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Go Back   SailNet Community > Skills and Seamanship > Seamanship & Navigation > Help leaving the slip.
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Seamanship & Navigation Forum devoted to seamanship and navigation topics, including paper and electronic charting tools.


Thread: Help leaving the slip. Reply to Thread
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Topic Review (Newest First)
07-12-2009 02:24 PM
sailak
Quote:
Originally Posted by gumbeau View Post
As soon as my post count is high enough I'll send you a PM.

I know you from somewhere

Ah geez, I thought I'd covered my tracks!!
07-12-2009 01:17 PM
gumbeau
Quote:
Originally Posted by sailak View Post
A fellow a few slips over is docked port side to/bow in as I am. He single-hands his cutter frequently. I noticed he was about to leave so the wife and I watched to gain from his experience. He was able to back out and get the stern a bit to the right. Once as far back as he could go he shifted to forward and applied a considerable amount of power. I'm guessing his cutter is a full keel boat as it just didn't turn very well even with the good amount of speed he had. He missed the bow platform on the first powerboat but got the teak platform of the next boat tearing it away. We've scratched his method off the list.

What we did was ask the owner of the powerboat next to us to walk the bow out (he was motivated to assist since it was his boat in jeopardy. Worked well.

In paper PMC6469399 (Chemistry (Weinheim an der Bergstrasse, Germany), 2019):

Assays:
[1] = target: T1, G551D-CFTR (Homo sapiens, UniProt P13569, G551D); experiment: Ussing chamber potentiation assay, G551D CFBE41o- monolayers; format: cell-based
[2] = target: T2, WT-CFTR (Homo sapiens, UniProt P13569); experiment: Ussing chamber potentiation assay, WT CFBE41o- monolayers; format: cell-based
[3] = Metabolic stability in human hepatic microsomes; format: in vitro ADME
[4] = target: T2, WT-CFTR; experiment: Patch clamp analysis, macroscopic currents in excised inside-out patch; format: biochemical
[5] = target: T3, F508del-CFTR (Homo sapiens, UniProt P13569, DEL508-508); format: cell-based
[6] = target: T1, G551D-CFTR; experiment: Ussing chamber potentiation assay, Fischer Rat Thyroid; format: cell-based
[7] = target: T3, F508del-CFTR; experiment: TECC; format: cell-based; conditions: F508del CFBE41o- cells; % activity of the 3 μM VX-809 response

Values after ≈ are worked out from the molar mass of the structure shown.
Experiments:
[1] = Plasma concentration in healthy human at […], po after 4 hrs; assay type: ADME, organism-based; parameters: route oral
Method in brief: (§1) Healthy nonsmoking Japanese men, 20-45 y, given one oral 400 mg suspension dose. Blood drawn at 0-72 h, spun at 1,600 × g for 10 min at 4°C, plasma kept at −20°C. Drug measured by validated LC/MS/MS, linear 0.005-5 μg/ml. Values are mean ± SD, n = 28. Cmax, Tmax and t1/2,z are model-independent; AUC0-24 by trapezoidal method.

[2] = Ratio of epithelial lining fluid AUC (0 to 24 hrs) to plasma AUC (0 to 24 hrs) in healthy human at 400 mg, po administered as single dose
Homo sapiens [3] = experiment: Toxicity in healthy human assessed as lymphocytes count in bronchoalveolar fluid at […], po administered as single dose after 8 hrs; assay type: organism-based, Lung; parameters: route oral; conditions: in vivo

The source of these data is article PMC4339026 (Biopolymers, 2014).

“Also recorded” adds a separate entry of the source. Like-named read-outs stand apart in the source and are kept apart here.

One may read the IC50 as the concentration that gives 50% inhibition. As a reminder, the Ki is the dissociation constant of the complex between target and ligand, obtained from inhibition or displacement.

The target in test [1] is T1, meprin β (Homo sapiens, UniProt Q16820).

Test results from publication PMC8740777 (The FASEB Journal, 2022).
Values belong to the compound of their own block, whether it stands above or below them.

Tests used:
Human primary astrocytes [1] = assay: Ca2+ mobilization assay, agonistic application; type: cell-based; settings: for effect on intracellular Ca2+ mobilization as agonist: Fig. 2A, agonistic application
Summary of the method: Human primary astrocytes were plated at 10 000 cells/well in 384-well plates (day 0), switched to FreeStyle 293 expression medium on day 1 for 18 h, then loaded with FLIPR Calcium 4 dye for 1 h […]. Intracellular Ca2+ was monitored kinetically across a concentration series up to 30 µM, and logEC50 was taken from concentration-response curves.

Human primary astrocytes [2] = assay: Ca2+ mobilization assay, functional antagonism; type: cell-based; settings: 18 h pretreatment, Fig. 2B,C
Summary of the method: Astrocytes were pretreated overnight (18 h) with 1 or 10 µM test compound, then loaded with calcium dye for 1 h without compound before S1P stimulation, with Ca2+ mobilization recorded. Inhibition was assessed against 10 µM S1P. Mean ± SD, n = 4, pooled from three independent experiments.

Thanks
As soon as my post count is high enough I'll send you a PM.

I know you from somewhere
07-11-2009 01:59 PM
Boasun You can call on neighbors with dinghies and use the dinks as tugs to assist your movement into clear water. Ships do this all the time. Just consider you 36 footer as a small ship.
07-11-2009 12:29 PM
L124C
Quote:
Originally Posted by sailak View Post
I do want to learn...I am learning more and more each time I go out. The ideas you and others have posted all go into the "knowledge bag" to be used if/when needed. I appreciate the knoweldge I'm able to gain here from other peoples experiences.

My remark about the 41' was somewhat in jest. Frankly, I don't have the time to start with a Sunfish or Laser and work my way up. While learning on a larger boat my be somewhat more difficult it's far from impossible. As a single-engine Cessna pilot I stepped up and was quickly checked out to fly a 4-engine WWII bomber (B-24 for those that know). I'm not afraid of a challenge.

Respectfully
Let's not be ridiculous. It's a big jump from a "Laser" to a 36' sailboat! Obviously, the matter a hand (maneuvering under power) doesn't even apply to Lasers. Your aircraft analogy is an interesting one though. Every pilot is "checked out", yet all it takes to become a sailboat Capitan is a payment! Sure...you can learn on a 36' boat. I just read an article about a couple that bought a brand new 50' cat as a starter boat, picked it up in France and went cruising. So far, they've had a great experience (despite some real bone headed moves IMO resulting from their lack of experience)! And then of course, there is the story of Tanya Albie (sp?) and many others. Isn't there a saying, "God watches over fools and children"? But then....sometimes he doesn't, your neighbors swim platform being a minor example. Anyway, I'm going far afield here, and am going to disconnect from the thread. All the best!
07-11-2009 04:39 AM
Mipcar [QUOTE=sailak;504442 As a single-engine Cessna pilot I stepped up and was quickly checked out to fly a 4-engine WWII bomber (B-24 for those that know). Respectfully[/QUOTE]